For the proximal third of the femur 3 variants of OSF struts arrangement were analyzed as follows:(i)Variant P1: strut number 1 in position 12, strut number 2 in position 9, strut number 3 in position 6, strut number 4 between positions 4 and 5, strut number 5 in position 3, and strut number 6 in position 1;(ii)Variant P2: strut number 1 in position 12, strut number 2 in position 9, strut number 3 in position 6, strut number 4 between positions 4 and 5, strut number 5 in position 3, and strut number 6 between positions 1 and 12;(iii)Variant P3: strut number 1 in position 12, strut number 2 in position 9, strut number 3 in position 6, strut number 4 in position 5, strut number 5 in position 2, and strut number 6 between positions 1 and 2.For the middle third of the femur 4 variants of OSF struts arrangement were analyzed as follows:(i)Variant M1: strut number 1 in position 12, strut number 2 in position 9, strut number 3 in position 7, strut number 4 in position 6, strut number 5 between positions 3 and 4, and strut number 6 between positions 1 and 2;(ii)Variant M2: strut number 1 in position 12, strut number 2 in position 9, strut number 3 in position 7, strut number 4 between positions 5 and 6, strut number 5 between positions 3 and 4, and strut number 6 between positions 1 and 2;(iii)Variant M3: strut number 1 in position 12, strut number 2 in position 9, strut number 3 in position 7, strut number 4 between positions 5 and 6, strut number 5 between positions 3 and 4, and strut number 6 in position 1;(iv)Variant M4: strut number 1 in position 12, strut number 2 in position 9, strut number 3 in position 7, strut number 4 in position 5, strut number 5 between positions 3 and 4, and strut number 6 in position 1.For the distal third of the femur 5 variants of OSF struts arrangement were analyzed as follows:(i)Variant D1: strut number 1 in position 10, strut number 2 in position 8, strut number 3 in position 6, strut number 4 in position 4, strut number 5 in position 2, and strut number 6 in position 12;(ii)Variant D2: strut number 1 in position 10, strut number 2 in position 8, strut number 3 in position 6, strut number 4 in position 4, strut number 5 between positions 1 and 2, and strut number 6 in position 11;(iii)Variant D3: strut number 1 in position 10, strut number 2 in position 8, strut number 3 between positions 6 and 7, strut number 4 in position 4, strut number 5 in position 2, and strut number 6 in position 12;(iv)Variant D4: strut number 1 in position 10, strut number 2 in position 8, strut number 3 in position 7, strut number 4 in position 4, strut number 5 between positions 1 and 2, and strut number 6 in position 12;(v)Variant D5: strut number 1 in position 10, strut number 2 in position 8, strut number 3 in position 7, strut number 4 in position 4, strut number 5 between positions 1 and 2, and strut number 6 between positions 11 and 12.The frame configuration showing the best results was tested in the second series of experiments to determine the optimal distance between the rings to provide best performance. Intercalary ring distances of 120 mm, 150 mm, and 200 mm were studied to assess magnitude of correction possible.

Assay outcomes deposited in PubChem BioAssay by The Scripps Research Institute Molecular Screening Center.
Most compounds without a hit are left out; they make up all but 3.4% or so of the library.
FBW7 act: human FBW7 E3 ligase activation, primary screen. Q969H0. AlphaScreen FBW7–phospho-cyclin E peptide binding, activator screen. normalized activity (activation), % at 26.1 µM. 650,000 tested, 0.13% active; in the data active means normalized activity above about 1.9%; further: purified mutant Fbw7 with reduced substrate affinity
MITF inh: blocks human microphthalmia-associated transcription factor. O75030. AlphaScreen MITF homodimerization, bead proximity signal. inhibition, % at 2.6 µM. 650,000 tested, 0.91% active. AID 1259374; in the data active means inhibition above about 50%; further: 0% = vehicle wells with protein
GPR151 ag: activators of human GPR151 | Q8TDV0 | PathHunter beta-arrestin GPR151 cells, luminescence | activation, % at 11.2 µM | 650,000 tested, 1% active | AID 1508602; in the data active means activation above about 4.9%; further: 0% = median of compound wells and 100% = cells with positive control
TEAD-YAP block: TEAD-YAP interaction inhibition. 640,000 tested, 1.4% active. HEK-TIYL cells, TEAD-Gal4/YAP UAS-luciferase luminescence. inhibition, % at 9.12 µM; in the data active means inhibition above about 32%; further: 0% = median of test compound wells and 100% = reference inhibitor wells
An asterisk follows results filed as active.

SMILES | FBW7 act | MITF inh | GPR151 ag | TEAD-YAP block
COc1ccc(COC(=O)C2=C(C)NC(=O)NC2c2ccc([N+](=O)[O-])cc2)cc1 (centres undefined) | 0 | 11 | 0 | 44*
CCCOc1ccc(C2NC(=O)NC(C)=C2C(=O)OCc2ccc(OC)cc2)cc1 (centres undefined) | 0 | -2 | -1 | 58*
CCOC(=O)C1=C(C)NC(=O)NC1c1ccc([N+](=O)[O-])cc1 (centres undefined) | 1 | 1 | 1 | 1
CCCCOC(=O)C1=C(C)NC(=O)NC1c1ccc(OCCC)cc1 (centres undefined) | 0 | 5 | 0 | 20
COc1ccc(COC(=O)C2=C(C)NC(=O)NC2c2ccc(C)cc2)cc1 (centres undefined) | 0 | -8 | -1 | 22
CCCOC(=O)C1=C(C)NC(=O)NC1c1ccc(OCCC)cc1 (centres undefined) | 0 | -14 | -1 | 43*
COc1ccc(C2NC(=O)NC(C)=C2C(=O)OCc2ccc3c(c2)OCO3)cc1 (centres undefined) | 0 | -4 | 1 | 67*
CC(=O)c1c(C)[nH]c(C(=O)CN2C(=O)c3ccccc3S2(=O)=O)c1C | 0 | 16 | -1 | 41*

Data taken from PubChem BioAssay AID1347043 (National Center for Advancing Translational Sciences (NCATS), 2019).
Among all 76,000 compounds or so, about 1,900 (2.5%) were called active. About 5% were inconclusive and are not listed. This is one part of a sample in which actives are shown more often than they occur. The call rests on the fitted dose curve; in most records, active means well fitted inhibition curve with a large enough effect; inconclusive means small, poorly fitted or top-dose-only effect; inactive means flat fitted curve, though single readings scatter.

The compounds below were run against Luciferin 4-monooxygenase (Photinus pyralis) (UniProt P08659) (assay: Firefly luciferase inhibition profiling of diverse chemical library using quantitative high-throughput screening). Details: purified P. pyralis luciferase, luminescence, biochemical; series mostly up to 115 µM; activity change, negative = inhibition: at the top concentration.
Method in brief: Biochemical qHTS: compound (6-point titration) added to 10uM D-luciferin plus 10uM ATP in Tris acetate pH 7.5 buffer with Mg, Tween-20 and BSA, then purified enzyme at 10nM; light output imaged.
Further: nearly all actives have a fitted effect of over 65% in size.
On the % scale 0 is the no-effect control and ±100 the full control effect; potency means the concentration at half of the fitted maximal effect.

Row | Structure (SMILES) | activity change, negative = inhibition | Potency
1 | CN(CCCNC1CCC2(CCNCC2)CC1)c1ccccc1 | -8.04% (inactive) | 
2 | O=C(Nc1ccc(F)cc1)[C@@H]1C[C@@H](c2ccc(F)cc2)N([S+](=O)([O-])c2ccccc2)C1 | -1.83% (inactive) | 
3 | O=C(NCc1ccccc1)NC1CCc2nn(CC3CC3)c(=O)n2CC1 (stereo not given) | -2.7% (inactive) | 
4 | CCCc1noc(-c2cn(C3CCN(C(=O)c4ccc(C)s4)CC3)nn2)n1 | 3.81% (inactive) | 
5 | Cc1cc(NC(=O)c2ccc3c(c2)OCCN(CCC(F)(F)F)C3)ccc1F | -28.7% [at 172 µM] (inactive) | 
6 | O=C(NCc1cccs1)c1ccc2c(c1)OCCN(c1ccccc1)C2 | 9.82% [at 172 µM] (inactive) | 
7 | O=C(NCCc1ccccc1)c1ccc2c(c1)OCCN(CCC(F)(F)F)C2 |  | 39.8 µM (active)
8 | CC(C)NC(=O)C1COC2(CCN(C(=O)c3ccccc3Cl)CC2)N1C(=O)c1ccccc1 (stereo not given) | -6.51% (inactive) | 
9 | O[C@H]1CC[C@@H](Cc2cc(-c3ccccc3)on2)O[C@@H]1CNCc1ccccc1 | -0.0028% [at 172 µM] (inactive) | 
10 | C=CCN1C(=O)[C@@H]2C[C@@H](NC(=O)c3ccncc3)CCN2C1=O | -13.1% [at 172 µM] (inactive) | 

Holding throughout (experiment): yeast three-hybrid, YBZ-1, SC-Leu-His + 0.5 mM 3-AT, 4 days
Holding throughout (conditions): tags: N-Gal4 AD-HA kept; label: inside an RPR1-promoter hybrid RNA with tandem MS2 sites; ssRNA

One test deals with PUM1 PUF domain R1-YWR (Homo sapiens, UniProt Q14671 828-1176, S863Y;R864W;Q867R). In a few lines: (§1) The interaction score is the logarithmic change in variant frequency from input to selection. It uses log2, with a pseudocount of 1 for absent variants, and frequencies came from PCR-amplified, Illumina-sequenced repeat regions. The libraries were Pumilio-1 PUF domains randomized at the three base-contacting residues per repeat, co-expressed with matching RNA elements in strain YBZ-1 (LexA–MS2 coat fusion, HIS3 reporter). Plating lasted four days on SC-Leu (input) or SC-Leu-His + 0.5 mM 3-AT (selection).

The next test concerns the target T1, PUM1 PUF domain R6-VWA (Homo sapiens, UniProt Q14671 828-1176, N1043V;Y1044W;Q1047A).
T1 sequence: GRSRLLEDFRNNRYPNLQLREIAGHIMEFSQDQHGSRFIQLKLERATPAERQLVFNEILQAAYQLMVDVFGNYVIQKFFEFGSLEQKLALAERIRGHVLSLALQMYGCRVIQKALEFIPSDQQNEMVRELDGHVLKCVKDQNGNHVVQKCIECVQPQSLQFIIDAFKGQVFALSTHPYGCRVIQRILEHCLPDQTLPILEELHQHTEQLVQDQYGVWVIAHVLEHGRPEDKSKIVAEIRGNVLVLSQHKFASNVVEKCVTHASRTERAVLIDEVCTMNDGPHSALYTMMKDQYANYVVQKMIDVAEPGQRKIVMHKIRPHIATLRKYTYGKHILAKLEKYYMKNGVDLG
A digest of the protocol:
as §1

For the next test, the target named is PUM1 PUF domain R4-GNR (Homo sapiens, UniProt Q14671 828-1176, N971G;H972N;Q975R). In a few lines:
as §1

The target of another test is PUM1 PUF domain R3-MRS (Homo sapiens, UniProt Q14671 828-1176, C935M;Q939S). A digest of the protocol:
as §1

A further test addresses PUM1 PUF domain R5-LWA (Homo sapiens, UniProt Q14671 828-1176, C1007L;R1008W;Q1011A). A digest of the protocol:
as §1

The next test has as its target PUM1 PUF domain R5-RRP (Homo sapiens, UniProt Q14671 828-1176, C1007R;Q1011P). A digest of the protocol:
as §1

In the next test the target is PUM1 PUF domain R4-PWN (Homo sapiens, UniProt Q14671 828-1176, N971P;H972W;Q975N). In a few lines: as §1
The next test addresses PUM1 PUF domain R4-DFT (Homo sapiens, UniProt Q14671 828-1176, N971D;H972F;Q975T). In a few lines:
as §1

Having determined the optimal position of struts and the distance between the rings, the third series determined the effects of fixing the struts to the rings by means of Z-shaped instead of straight plates. For this, we serially replaced straight plates with Z-shaped plates in each strut and investigated the changes.